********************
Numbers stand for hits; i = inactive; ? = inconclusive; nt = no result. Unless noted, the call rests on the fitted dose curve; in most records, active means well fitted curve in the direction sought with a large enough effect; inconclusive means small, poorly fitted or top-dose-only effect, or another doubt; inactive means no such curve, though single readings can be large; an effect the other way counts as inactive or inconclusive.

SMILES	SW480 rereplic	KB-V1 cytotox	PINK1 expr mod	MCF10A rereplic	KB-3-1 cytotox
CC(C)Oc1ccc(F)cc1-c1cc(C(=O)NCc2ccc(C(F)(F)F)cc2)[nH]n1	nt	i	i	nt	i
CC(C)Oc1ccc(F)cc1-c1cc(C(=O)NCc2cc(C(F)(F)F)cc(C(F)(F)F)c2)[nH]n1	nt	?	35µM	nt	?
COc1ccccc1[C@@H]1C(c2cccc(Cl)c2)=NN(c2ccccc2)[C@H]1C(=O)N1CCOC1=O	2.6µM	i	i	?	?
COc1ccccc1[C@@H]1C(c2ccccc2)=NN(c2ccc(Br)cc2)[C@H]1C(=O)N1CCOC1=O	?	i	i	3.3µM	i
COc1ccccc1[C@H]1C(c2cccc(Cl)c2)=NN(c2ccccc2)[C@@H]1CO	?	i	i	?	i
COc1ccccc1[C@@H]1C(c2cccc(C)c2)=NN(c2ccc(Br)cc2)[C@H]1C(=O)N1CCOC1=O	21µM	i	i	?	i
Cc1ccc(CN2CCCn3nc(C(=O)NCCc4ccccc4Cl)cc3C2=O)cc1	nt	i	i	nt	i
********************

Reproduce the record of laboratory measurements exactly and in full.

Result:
Numbers stand for hits; i = inactive; ? = inconclusive; nt = no result. Unless noted, the call rests on the fitted dose curve; in most records, active means well fitted curve in the direction sought with a large enough effect; inconclusive means small, poorly fitted or top-dose-only effect, or another doubt; inactive means no such curve, though single readings can be large; an effect the other way counts as inactive or inconclusive.

SMILES	SW480 rereplic	KB-V1 cytotox	PINK1 expr mod	MCF10A rereplic	KB-3-1 cytotox
CC(C)Oc1ccc(F)cc1-c1cc(C(=O)NCc2ccc(C(F)(F)F)cc2)[nH]n1	nt	i	i	nt	i
CC(C)Oc1ccc(F)cc1-c1cc(C(=O)NCc2cc(C(F)(F)F)cc(C(F)(F)F)c2)[nH]n1	nt	?	35µM	nt	?
COc1ccccc1[C@@H]1C(c2cccc(Cl)c2)=NN(c2ccccc2)[C@H]1C(=O)N1CCOC1=O	2.6µM	i	i	?	?
COc1ccccc1[C@@H]1C(c2ccccc2)=NN(c2ccc(Br)cc2)[C@H]1C(=O)N1CCOC1=O	?	i	i	3.3µM	i
COc1ccccc1[C@H]1C(c2cccc(Cl)c2)=NN(c2ccccc2)[C@@H]1CO	?	i	i	?	i
COc1ccccc1[C@@H]1C(c2cccc(C)c2)=NN(c2ccc(Br)cc2)[C@H]1C(=O)N1CCOC1=O	21µM	i	i	?	i
Cc1ccc(CN2CCCn3nc(C(=O)NCCc4ccccc4Cl)cc3C2=O)cc1	nt	i	i	nt	i